The next step for the state is to generate a broader education system for all of its residents, experts said. Some state residents may end up within a PFAS zone; some may consider moving to one without knowing its history. And all residents need exposure to the state’s information, experts said Some of that may be as basic as posting more signs: one example would be on the waterways where high levels of PFAS foam can be found, urges some people in Oscoda…

People affected by PFAS need stronger connections.

‘I worry about every community group that’s going to be going through the same thing that we are,’ said Cathy Wusterbarth.

As leader of Need Our Water, a community action group formed in 2017 in Oscoda, Wusterbarth had to become a fast expert on a complex topic. The geography of the closed Wurtsmith Air Force Base is familiar; she grew up lifeguarding in Van Etten Lake.

Today, however, her view of both comes through a lens of PFAS pollution. She’s finding studies, coordinating meetings, initiating conversations as she discovers peers in Plainfield Township near Grand Rapids and Pease, New Hampshire. It’s a single focus for her community: She wants the contamination to end. And she’s spending what feels like endless hours of her time strategizing on how residents can best respond to the threat.

But, she asks, why should it be this hard for each community? It took time to feel like she had a voice with MPART, and she wants more resident input programmed into that effort.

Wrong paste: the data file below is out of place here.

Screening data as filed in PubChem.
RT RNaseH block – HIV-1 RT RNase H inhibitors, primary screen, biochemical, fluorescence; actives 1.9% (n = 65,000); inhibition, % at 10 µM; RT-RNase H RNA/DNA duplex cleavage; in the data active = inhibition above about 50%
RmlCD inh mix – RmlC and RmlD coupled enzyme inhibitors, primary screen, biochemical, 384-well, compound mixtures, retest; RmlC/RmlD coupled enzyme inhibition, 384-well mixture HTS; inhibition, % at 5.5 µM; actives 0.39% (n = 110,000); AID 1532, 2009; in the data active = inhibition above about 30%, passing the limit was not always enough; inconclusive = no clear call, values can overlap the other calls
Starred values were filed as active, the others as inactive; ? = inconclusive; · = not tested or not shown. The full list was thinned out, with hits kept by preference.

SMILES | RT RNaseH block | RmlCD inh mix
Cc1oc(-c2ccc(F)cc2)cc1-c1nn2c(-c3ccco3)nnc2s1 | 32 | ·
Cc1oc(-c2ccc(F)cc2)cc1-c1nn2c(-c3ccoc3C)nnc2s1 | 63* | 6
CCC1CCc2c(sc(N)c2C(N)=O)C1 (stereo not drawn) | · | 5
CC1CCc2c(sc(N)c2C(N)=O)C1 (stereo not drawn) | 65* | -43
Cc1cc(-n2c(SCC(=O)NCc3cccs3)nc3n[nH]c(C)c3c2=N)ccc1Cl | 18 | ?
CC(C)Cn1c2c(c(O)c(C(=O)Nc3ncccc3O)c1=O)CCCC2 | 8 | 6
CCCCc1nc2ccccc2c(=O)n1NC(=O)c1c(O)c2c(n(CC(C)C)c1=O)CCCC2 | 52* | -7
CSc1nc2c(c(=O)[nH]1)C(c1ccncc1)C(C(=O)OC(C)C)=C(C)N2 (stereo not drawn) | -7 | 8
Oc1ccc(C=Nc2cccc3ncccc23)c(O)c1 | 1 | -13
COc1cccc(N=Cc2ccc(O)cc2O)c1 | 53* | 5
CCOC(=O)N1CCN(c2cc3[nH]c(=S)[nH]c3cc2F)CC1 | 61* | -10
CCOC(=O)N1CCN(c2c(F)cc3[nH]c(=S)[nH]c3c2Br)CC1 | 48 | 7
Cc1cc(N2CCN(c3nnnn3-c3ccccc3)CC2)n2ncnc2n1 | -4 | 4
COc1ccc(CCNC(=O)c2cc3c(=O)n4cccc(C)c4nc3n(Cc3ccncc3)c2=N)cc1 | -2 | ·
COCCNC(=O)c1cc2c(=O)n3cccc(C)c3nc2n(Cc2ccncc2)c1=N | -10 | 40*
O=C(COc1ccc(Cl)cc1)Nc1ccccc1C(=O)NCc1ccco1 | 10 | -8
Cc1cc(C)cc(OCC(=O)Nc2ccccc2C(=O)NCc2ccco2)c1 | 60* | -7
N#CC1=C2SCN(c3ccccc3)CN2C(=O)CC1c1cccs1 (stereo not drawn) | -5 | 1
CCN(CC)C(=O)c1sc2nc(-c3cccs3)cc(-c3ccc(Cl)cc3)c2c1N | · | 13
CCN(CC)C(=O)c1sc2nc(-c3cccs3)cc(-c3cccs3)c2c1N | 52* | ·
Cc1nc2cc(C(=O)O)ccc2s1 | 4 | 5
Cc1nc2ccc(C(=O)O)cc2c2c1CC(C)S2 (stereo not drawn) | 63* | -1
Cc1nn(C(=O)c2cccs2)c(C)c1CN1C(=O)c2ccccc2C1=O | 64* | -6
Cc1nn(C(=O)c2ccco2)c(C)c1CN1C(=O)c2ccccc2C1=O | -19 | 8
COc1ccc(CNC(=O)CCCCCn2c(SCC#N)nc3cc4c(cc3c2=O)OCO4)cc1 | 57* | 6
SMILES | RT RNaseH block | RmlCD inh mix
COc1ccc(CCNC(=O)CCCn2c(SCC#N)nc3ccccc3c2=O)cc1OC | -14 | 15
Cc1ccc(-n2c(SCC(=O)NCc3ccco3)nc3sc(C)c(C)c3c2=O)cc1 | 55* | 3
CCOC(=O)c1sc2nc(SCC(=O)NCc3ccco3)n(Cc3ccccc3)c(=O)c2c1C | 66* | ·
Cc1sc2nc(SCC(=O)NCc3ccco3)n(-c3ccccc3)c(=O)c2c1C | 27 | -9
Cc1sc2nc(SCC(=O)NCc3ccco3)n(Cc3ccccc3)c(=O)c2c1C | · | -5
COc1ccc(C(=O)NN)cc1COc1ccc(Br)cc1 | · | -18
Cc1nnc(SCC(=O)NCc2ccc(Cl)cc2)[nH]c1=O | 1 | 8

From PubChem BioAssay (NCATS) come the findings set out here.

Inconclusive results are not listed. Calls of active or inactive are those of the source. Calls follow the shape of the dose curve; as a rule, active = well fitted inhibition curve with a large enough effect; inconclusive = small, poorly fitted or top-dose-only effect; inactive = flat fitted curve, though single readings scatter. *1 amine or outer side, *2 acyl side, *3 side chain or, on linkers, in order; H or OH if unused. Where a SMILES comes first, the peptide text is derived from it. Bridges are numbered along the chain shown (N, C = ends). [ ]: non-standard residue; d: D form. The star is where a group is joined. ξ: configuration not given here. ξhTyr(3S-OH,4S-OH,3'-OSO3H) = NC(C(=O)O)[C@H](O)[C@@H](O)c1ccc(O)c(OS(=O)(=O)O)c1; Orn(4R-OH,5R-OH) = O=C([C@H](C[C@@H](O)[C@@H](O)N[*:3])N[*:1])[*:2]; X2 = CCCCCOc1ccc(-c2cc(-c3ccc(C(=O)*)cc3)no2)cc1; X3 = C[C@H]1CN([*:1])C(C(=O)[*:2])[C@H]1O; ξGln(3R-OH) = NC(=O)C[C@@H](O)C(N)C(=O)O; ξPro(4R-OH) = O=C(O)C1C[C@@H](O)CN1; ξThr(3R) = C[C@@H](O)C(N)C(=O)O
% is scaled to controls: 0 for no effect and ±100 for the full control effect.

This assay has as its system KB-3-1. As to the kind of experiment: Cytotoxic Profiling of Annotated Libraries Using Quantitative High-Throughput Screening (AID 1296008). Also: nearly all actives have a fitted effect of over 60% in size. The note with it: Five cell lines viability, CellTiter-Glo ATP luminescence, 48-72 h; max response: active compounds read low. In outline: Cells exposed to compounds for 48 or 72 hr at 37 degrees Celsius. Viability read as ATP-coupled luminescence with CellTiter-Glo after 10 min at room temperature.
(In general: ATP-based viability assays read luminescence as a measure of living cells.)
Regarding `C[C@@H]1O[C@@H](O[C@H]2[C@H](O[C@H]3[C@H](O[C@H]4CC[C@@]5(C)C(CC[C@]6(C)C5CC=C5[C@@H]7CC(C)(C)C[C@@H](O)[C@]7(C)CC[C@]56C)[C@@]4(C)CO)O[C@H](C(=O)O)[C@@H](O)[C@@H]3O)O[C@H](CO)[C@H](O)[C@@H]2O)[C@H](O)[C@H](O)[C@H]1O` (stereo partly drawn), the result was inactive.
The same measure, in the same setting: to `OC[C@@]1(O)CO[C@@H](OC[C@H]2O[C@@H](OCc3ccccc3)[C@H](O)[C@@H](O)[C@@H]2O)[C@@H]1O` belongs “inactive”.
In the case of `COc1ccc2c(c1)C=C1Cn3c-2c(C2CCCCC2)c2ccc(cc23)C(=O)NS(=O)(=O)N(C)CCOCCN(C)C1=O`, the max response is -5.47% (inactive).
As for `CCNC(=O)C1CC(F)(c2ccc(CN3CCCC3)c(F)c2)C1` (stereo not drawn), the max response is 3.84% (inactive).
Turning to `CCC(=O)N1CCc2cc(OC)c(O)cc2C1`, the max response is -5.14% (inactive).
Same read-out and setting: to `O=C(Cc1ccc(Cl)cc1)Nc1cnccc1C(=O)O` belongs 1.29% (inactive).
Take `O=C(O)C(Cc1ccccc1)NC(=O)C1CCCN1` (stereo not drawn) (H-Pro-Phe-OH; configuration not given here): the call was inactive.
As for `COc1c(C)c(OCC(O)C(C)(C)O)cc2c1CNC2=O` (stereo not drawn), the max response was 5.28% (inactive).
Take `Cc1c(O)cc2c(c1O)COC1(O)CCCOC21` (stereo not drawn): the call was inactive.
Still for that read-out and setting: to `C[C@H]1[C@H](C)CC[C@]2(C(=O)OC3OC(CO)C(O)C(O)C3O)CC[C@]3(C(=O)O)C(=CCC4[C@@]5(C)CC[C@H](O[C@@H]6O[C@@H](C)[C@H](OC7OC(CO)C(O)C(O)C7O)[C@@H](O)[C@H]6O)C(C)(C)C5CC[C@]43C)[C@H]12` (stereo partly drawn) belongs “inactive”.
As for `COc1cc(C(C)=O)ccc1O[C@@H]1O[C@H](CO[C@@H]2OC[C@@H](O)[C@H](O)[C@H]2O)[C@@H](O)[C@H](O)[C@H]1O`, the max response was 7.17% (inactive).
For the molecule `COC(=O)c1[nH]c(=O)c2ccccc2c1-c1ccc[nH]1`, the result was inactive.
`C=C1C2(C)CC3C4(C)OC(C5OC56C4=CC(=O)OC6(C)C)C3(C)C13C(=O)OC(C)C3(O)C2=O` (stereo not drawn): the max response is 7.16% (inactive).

She also wants each group to connect, allowing them to share resources and speak with a united voice. Their local elected officials need to play a part in that, too…

The federal government must prioritize contamination cleanup.

That mostly means money. Much about Department of Defense’s approach to PFAS contamination is tied to federal funding. That’s a complex process, and one that takes place amid much political posturing every year.

But the role of the federal government is directly tied to the problem: In many cases, it’s the polluter. The scope of its responsibility is broad and likely to expand beyond nine military sites in the state…

Michigan needs to define the impact of PFAS on the environment.

Much of the human health focus is on drinking water, which is an exposure path considered among the most alarming for people.

But when it gets into the water, the effects go beyond people. Chemical-laden fish can be found on ‘do not eat’ advisories across the state, with PFAS listed as the primary concern for a total of 59 mentions in Michigan water ways – most in Southeast Lower Michigan.

The fish live in that water. Deer and other wildlife drink it. Birds do, too. So what does that mean to a hunter?…

Communities with PFAS contamination need economic support.

Michigan’s MPART organization is tackling PFAS contamination on multiple fronts, and it’s gaining recognition for leadership among states as it considers science, human health and regulation.

But one consideration hasn’t made it onto the list yet: It’s also an economic issue for the communities affected.

Severe PFAS contamination raises questions about property values. It could taint a region’s natural resources, which is deadly for tourism. Business and personal investment may drop. How do Michigan’s already-struggling smaller towns add jobs amid an escalating public health scare?”

Read the full article by Paula Gardener and Garret Ellison